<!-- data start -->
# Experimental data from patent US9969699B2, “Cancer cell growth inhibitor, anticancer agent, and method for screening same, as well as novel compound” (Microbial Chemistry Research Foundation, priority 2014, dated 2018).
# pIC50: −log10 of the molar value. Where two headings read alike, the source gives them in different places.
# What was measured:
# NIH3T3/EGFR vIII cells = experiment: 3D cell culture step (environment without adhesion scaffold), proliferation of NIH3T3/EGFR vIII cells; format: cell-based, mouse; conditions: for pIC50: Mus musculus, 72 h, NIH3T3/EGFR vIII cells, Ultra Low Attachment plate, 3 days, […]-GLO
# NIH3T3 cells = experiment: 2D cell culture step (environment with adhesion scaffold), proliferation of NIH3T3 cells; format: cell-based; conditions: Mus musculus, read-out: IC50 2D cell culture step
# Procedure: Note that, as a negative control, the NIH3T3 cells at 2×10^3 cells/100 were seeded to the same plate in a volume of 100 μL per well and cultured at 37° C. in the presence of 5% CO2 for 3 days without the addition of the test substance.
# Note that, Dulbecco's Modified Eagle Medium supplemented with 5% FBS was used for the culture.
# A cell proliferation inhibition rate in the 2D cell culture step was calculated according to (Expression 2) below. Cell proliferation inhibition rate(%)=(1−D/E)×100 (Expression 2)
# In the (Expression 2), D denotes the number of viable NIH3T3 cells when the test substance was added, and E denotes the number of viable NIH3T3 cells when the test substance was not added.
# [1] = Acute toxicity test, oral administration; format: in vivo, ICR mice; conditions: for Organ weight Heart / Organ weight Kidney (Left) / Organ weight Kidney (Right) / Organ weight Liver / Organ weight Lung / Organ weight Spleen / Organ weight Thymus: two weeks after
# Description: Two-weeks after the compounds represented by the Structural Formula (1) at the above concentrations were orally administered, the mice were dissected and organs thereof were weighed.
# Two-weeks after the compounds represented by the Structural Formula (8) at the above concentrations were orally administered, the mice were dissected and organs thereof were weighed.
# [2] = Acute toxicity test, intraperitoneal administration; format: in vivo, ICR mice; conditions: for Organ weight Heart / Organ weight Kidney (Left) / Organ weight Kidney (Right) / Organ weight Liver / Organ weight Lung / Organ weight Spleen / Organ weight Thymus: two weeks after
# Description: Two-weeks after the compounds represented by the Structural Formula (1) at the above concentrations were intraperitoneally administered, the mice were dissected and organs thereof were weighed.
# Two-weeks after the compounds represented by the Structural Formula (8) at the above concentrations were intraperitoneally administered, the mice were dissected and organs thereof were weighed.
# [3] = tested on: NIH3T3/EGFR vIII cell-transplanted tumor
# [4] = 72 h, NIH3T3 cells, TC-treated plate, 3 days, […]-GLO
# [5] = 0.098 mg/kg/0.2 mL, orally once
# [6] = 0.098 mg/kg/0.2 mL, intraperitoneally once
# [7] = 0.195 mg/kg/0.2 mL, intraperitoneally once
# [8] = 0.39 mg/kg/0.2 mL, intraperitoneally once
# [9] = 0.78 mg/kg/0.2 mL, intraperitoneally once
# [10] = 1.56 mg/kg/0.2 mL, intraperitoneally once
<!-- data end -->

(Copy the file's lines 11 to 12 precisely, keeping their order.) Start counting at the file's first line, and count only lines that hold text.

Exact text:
# Description: Two-weeks after the compounds represented by the Structural Formula (1) at the above concentrations were orally administered, the mice were dissected and organs thereof were weighed.
# Two-weeks after the compounds represented by the Structural Formula (8) at the above concentrations were orally administered, the mice were dissected and organs thereof were weighed.